In the centre of your work space make your fontana: a circular wall of flour to contain the eggs. Use one egg per person. Roughly speaking you’ll be using about 100g of flour for each egg but there is no need to weigh this out. It’s more important to use as much flour as you need to contain the eggs and learn to see from the texture weather you need to add more flour as you go along. Different eggs and different humidity levels in the air will always change the amount of flour you use so “getting the hang of it” is important! Remember the more flour you use the harder the pasta will be.
Make sure the walls of you fontana are compact, wide and high enough to hold the eggs in.
Start by whisking up the eggs with a fork until the whites and the yolks have mixed and then slowly proceed to adding some of the flour that forms the walls of your fontana. If you make sure you always mix the eggs and the flour up well before adding more flour from the walls you will obtain a more homogeneous pasta and it’ll give you less work later when you knead it.
When finally the walls cave in the egg and flour mix should have stopped being predominantly liquid. Make sure to carry on mixing with your fork in circular movements to incorporate everything.
At this point you can abandon the fork and start using your hands
Once the liquid of the egg is all absorbed from the flour you can start kneading it!
You should “roll” the doe into its self rather than fold it and use the weight of your body to press it down each time you do so. If you are doing this right you will feel it in your shoulders rather than in your arms.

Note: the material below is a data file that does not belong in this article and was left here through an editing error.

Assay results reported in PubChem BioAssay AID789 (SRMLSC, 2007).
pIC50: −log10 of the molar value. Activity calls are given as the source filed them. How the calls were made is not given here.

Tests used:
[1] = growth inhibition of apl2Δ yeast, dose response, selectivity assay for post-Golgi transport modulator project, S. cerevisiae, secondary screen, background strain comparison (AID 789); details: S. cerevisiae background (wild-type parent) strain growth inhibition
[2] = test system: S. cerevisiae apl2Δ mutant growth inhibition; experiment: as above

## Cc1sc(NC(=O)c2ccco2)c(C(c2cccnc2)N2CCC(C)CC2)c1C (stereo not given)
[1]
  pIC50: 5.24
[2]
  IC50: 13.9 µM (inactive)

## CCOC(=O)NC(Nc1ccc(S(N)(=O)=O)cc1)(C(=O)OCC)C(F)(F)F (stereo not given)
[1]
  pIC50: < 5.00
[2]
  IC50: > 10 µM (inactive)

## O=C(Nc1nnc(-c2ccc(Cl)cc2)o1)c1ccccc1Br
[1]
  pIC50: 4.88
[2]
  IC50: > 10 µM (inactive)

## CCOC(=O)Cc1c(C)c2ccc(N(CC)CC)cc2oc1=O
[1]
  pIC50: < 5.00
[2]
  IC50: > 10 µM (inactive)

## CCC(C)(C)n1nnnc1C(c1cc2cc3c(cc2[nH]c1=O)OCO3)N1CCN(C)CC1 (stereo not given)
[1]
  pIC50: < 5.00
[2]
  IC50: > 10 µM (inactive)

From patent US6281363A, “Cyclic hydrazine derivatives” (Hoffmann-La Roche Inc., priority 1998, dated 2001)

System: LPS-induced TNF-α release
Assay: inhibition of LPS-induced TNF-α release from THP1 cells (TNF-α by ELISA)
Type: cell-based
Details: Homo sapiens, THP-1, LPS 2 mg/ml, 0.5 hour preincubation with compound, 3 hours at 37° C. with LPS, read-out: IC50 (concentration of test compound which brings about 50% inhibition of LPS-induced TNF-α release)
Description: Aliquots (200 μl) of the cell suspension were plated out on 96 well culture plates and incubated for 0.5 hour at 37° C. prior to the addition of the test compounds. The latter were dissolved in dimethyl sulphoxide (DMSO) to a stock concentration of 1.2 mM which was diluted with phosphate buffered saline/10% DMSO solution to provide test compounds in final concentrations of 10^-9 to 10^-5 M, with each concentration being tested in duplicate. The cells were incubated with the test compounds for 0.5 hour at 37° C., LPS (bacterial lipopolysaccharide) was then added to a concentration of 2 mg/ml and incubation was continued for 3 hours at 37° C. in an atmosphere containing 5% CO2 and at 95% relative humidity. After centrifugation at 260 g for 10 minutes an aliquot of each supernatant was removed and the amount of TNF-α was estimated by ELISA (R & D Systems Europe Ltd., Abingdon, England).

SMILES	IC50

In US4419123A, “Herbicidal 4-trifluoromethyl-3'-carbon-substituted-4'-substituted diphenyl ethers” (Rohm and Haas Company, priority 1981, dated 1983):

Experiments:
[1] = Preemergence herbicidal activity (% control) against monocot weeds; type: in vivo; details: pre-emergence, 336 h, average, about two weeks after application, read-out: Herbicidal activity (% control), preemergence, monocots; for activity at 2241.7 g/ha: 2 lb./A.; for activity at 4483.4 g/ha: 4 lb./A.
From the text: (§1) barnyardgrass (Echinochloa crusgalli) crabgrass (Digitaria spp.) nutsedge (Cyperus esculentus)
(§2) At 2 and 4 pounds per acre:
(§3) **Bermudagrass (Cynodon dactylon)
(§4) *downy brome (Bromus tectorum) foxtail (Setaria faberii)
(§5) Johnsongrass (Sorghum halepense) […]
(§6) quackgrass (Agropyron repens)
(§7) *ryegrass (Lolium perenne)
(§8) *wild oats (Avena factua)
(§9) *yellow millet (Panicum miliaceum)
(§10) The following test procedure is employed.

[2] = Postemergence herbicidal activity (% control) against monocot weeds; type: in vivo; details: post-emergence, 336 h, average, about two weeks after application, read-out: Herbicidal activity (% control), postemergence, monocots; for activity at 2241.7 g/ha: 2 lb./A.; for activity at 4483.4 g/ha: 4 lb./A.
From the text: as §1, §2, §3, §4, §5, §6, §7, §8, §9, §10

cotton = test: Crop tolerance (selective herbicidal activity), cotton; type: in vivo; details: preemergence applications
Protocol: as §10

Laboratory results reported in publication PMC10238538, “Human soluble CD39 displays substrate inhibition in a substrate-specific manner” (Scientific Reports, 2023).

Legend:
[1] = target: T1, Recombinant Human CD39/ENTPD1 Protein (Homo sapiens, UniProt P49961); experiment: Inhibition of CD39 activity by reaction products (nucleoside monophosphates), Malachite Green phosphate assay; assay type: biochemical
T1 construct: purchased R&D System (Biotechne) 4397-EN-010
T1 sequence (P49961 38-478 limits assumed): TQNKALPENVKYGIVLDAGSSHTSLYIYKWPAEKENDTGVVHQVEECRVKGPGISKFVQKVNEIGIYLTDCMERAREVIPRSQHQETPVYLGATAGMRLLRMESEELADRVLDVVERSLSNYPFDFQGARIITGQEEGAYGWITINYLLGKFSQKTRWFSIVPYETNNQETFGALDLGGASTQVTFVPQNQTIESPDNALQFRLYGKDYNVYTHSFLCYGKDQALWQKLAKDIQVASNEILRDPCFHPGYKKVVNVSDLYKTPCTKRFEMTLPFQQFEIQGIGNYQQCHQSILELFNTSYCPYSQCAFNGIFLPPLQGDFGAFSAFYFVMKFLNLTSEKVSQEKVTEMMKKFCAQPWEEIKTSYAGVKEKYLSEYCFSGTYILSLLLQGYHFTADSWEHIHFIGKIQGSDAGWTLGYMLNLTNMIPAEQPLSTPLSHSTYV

Carry on kneading the pasta for fifteen minutes and you will end up with…
Now pack up your doe so it doesn’t dry out. You can use plastic film for this. Our cook Nicoletta prefers to use a clean cloth as this is more ecofriendly and certainly more traditional I might add.
At this point I’m assuming you own a pasta making machine. If you don’t you can either go out and buy one (recommended choice) or you can carry on kneading for another half hour before getting out your rolling pin. This tutorial is going to use the machine.
Take part of the doe, as much as you feel comfortable to start with, and leave the rest wrapped in the plastic film or cloth. Flatten the portion of doe with your hand and sprinkle it with flour just enough to stop it from sticking before putting it through the pasta machine. Make sure the dial on the side of the pasta machine is on 1 which is thickest setting (On most pasta machines the dial works by pulling it out and turning).
The first time you put the doe through the machine you’ll find the sheet of pasta that comes out to be still quite rough. Fold this sheet into three and turn it 90° before putting it through the machine again.
Repeat this process leaving the dial on 1 until the pasta sheet that comes out is smooth. It shouldn’t take you more than three or four times to get the right texture.
Now you can move the pasta machine dial up to 2 and without folding the sheet of pasta you can put it right through as it came out! This part might seem a bit tricky at first but you’ll get the hang of it. Don’t try to go to fast because you might not be able to catch it in time. It’s better to keep turning at a steady but slow pace.
When you put it through number 4 it’ll probably come out pretty long so you might want to cut it in two before putting it through 5. You’ll notice the dial goes up to 8 but for most kinds of pasta 5 is the thinnest you want! When the sheet comes through sprinkle it with flour before moving up to setting number 3. Make sure to do this at any time when you feel it get sticky or it’ll clog the machine
The first most obvious recipe that comes to mind is Lasagna but you can also easily make Tagliatelle using the pasta machine or in the traditional way (by sprinkling the sheet of pasta with abundant flour before rolling it up and slicing into lots of little rolls)
Stay tuned to learn more about what you can do with your fresh pasta along with many more recipes! Or if you wish come and learn first hand!